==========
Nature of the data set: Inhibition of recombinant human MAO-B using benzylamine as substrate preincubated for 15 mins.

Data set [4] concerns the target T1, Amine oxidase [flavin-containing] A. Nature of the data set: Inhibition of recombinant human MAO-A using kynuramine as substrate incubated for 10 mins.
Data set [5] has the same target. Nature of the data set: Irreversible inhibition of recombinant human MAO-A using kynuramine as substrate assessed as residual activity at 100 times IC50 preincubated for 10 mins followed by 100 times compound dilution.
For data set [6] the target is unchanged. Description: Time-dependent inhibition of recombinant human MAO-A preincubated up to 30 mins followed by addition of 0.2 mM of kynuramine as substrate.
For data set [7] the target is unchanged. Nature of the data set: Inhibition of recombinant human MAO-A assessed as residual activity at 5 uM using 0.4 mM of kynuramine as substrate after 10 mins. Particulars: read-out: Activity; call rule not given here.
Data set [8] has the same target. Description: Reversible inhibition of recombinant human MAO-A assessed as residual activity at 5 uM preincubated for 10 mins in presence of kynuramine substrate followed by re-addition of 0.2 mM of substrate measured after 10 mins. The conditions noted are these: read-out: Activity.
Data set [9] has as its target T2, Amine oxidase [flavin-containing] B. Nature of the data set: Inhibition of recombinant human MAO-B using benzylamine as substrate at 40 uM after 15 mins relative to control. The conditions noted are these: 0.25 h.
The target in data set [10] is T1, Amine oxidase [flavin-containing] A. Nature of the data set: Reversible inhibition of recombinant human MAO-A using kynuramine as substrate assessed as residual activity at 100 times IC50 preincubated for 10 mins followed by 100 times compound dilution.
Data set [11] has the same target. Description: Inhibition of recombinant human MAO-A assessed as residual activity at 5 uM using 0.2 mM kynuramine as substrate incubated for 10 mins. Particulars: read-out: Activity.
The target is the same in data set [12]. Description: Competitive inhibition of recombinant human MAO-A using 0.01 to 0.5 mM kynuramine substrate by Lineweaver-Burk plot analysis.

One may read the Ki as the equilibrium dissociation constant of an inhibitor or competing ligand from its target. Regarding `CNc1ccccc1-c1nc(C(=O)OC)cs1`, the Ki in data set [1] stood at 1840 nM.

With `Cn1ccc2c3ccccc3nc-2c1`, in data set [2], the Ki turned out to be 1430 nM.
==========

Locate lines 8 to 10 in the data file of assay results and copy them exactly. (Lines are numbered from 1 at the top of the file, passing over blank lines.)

The target in data set [10] is T1, Amine oxidase [flavin-containing] A. Nature of the data set: Reversible inhibition of recombinant human MAO-A using kynuramine as substrate assessed as residual activity at 100 times IC50 preincubated for 10 mins followed by 100 times compound dilution.
Data set [11] has the same target. Description: Inhibition of recombinant human MAO-A assessed as residual activity at 5 uM using 0.2 mM kynuramine as substrate incubated for 10 mins. Particulars: read-out: Activity.
The target is the same in data set [12]. Description: Competitive inhibition of recombinant human MAO-A using 0.01 to 0.5 mM kynuramine substrate by Lineweaver-Burk plot analysis.